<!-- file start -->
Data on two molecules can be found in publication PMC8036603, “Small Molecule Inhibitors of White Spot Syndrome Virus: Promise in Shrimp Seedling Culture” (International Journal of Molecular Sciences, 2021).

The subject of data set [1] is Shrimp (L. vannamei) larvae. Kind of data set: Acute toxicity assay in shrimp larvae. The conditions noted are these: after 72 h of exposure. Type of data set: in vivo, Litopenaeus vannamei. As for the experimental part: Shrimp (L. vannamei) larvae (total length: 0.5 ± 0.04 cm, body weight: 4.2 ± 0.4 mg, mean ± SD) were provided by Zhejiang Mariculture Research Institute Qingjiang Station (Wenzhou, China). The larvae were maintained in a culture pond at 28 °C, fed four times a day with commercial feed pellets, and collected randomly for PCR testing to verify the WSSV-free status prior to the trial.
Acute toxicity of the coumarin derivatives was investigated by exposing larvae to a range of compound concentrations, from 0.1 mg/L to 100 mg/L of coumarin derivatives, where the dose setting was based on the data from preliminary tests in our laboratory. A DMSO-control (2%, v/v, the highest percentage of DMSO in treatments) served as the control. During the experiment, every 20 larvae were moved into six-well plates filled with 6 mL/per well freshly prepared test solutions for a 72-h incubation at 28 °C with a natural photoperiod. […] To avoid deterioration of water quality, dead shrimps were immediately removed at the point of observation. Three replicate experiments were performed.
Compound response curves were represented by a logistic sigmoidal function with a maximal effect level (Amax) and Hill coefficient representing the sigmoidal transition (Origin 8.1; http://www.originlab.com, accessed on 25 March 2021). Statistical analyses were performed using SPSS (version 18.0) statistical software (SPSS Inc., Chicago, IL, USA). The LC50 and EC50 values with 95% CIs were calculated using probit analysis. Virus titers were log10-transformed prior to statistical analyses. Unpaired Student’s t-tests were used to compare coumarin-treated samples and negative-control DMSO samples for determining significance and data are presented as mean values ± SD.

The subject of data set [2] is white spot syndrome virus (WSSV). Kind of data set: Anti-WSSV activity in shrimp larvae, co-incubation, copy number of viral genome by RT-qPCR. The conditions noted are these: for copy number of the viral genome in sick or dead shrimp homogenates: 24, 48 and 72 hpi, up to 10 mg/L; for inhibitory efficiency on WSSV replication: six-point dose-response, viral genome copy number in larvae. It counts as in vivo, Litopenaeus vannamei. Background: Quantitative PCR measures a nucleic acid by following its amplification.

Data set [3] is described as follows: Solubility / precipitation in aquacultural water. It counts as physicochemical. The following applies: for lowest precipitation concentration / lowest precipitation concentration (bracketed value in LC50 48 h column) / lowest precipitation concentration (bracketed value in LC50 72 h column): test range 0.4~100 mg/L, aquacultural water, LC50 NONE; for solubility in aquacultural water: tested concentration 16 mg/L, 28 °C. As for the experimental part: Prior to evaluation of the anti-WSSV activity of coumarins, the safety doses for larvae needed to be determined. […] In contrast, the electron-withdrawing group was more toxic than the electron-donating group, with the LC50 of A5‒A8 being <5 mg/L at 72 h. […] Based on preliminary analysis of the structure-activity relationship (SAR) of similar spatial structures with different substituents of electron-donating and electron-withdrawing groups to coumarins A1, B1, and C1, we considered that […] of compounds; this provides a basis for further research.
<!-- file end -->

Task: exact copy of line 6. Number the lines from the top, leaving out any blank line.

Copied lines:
Data set [3] is described as follows: Solubility / precipitation in aquacultural water. It counts as physicochemical. The following applies: for lowest precipitation concentration / lowest precipitation concentration (bracketed value in LC50 48 h column) / lowest precipitation concentration (bracketed value in LC50 72 h column): test range 0.4~100 mg/L, aquacultural water, LC50 NONE; for solubility in aquacultural water: tested concentration 16 mg/L, 28 °C. As for the experimental part: Prior to evaluation of the anti-WSSV activity of coumarins, the safety doses for larvae needed to be determined. […] In contrast, the electron-withdrawing group was more toxic than the electron-donating group, with the LC50 of A5‒A8 being <5 mg/L at 72 h. […] Based on preliminary analysis of the structure-activity relationship (SAR) of similar spatial structures with different substituents of electron-donating and electron-withdrawing groups to coumarins A1, B1, and C1, we considered that […] of compounds; this provides a basis for further research.